Exchanging an Argentine Fiat for a Cuban Roof / Yoani Sánchez

IMage from www.clasificadosdecuba.net
Image from www.clasificadosdecuba.net

He was awarded it as a perk based on merit, paying a subsidized price in 1975, the same year as the first Communist Party Congress. He won the chance to buy that brand new Fiat 125, made in Argentina, because he was a vanguard doctor and an unimpeachable Revolutionary. The first time he parked on his provincial street, the neighbors looked on with envy and respect. Behind the wheel he felt like someone just beginning to take the first steps along the promised path to prosperity. But time passed, over his own body and also over the blue bodywork that had begun to get chipped and dented. Now the car is about to be the same age as his oldest daughter, some 37 Decembers of benefits and setbacks.

For decades he held back on making any comprehensive repairs because his pediatrician’s salary wasn’t even enough to replace the windshield. In the mid-nineties he broke down and rented the Fiat to a neighbor who bought and sold merchandise on the black market. Between leaving it to rust in the garage or renting it to someone with resources, he preferred the latter. Thus, the car awarded as a prize for ideological fidelity, went to someone who had never been chosen by institutions to receive such a privilege. The currency of political loyalty that ended up conquered at the feet of another, more real, convertible hard cash.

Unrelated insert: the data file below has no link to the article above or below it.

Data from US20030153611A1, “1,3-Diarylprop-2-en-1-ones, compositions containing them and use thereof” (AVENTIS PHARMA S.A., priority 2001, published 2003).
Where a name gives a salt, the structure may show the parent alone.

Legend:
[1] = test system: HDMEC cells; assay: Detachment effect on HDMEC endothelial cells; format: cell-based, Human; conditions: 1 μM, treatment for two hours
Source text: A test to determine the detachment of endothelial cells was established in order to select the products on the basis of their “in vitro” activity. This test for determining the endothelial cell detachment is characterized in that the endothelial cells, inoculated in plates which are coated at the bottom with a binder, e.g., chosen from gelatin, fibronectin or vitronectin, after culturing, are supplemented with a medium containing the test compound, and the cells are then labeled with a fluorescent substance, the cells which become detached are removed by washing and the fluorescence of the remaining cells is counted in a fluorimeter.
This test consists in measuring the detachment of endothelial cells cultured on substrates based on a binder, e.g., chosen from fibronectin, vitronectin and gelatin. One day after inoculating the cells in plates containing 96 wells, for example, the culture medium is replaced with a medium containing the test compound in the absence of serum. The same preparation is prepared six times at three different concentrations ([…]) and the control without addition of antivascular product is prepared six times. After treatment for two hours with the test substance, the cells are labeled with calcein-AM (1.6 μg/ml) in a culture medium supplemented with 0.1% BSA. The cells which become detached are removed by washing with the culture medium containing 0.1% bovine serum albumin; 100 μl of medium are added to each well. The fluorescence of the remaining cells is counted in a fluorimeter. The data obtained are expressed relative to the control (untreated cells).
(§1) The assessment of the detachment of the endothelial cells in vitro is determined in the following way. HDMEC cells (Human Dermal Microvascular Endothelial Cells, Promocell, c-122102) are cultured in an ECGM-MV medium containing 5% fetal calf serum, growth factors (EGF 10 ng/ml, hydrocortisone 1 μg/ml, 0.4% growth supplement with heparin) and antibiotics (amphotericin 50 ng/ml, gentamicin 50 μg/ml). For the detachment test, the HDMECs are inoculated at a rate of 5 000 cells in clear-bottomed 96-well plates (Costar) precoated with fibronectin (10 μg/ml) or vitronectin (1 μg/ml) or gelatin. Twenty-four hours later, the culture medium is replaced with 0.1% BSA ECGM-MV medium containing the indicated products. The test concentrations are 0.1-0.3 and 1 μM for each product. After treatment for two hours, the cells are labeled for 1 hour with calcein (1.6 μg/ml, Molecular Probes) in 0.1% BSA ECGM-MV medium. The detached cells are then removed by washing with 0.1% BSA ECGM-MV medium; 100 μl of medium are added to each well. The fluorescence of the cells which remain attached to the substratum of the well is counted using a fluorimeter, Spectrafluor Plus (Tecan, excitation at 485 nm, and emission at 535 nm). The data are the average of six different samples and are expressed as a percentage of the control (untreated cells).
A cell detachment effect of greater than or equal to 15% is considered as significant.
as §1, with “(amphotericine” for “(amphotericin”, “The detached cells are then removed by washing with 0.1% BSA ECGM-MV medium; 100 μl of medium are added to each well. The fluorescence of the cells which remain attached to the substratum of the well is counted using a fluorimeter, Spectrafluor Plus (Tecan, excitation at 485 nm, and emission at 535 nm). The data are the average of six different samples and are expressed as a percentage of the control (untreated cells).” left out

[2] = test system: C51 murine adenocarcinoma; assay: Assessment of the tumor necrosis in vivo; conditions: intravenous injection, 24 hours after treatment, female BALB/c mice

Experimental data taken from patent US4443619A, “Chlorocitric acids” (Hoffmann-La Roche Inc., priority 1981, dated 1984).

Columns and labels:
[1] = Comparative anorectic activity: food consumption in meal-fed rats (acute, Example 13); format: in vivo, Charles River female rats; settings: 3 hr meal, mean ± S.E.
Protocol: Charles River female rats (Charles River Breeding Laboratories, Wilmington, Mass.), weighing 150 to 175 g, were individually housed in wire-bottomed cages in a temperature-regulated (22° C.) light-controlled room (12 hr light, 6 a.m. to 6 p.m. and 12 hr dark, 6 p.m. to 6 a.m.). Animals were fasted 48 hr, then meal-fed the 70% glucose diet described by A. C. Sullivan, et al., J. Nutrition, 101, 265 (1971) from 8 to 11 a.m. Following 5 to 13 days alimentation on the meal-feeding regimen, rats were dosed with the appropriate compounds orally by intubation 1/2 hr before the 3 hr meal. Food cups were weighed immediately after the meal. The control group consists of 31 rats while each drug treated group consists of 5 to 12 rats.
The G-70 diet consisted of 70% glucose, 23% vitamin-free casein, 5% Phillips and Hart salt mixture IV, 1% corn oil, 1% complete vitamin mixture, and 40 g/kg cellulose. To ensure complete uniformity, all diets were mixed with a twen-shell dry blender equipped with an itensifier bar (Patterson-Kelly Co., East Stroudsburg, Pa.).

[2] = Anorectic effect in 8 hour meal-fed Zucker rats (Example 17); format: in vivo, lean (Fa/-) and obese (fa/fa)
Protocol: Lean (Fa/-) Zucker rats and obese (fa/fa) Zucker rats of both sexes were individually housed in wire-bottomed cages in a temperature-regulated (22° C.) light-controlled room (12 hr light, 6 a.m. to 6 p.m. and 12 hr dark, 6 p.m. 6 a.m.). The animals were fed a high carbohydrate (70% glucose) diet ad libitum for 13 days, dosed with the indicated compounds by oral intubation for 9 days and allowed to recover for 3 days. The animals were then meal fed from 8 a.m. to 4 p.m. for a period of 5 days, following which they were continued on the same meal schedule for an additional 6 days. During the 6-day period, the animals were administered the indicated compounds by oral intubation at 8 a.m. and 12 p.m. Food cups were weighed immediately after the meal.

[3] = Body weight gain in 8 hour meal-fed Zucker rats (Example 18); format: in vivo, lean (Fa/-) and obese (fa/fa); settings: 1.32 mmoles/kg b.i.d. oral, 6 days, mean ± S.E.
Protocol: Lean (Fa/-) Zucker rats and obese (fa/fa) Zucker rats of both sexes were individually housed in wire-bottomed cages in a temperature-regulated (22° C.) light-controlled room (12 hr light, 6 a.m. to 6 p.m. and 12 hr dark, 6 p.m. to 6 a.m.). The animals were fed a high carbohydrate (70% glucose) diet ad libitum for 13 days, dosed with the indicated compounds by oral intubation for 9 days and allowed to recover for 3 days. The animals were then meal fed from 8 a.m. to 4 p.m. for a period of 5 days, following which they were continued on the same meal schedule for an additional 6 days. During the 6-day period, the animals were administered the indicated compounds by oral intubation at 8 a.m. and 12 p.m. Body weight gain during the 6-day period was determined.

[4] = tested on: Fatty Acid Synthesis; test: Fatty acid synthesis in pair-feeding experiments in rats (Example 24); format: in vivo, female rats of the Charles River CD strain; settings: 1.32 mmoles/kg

When the purchase and sale of cars was authorized, he decided to legalize the transfer. The solvent neighbor who had already invested in new tires, air-conditioning, and even leather-covered seats, delivered some one thousand CUC ($900 USD) to close the deal. He didn’t want to pay one cent more, because he’d been paying a monthly rent for several years. Finally, before a notary, the Fiat swelled the list of 8,390 autos sold in the first trimester of 2012. With the money he made the doctor managed to buy the materials to restore the roof of his house and to get rid of the damaged nearly-100-year-old tiles. So he put out of his mind the object that had once been a major source of pride, for the concrete roof he never could have afforded on his salary.

May 22 2012